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Lock and Load! A Military History/Fiction Reading Room

Discussion in 'Archive: The Amphitheatre' started by Maveric, Jun 13, 2002.

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  1. Maveric

    Maveric Jedi Grand Master star 4

    Registered:
    Oct 17, 1999
    This is a fan club for all of those who are interested in the military fiction. It will serve as a waypoint for newcomers to the genre as to who is good and who is not. Everyone is invited!


    Since I am creating this thread I will pose the first topic for discussion:

    Who are the best writers in this genre and what new book are you looking forward to?


    My list for best authors:
    Larry Bond (Early stuff, not The Enemy Within or Day of Wrath)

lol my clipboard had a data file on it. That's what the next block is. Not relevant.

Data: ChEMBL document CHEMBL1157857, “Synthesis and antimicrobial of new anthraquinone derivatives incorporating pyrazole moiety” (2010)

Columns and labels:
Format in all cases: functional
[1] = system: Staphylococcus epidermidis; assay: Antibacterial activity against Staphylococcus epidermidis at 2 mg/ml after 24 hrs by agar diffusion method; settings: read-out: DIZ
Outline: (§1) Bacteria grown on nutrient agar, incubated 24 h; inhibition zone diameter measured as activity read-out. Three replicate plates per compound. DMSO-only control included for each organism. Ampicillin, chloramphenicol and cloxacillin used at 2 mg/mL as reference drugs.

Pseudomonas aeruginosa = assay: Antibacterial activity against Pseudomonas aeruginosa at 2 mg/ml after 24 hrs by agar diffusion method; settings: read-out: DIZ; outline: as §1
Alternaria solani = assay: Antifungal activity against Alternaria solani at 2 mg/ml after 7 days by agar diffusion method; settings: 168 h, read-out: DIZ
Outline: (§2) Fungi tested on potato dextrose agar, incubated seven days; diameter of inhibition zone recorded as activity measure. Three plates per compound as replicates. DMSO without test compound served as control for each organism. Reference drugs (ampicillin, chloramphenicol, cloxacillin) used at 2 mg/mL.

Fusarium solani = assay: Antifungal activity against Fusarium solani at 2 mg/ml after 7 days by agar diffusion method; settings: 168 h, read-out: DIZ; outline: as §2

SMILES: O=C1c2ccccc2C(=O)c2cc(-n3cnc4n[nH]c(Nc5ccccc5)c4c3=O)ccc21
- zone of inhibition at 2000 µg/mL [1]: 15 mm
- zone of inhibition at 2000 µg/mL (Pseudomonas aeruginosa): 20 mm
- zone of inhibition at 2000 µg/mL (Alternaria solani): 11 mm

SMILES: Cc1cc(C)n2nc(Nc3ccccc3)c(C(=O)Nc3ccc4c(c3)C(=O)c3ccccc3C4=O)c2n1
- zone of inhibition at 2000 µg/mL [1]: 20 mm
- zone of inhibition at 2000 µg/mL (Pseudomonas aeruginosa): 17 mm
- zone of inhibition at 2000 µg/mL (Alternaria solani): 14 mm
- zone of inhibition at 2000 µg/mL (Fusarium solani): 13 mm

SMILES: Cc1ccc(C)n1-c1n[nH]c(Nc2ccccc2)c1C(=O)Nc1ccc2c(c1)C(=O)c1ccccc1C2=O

Tom Clancy
    Stephen Coonts
    Dale Brown

    The book I am most looking forward to is Clancy's Red Rabbit. It is a tale of Jack Ryan's first mission in the CIA. (For those of you not familiar with the Ryanverse but saw Sum of All Fears, it is not accurate in the holding to Clancy's story).

    Edit: Author's Requested Title Change
     
  2. KnightWriter

    KnightWriter Administrator Emeritus star 9 VIP - Former Mod/RSA

    Registered:
    Nov 6, 2001
    Larry Bond's Red Phoenix remains an excellent book in the genre, although it's a bit dated now.
     
  3. Maveric

    Maveric Jedi Grand Master star 4

    Registered:
    Oct 17, 1999
    I don't know, Korea is one of the "evil doers"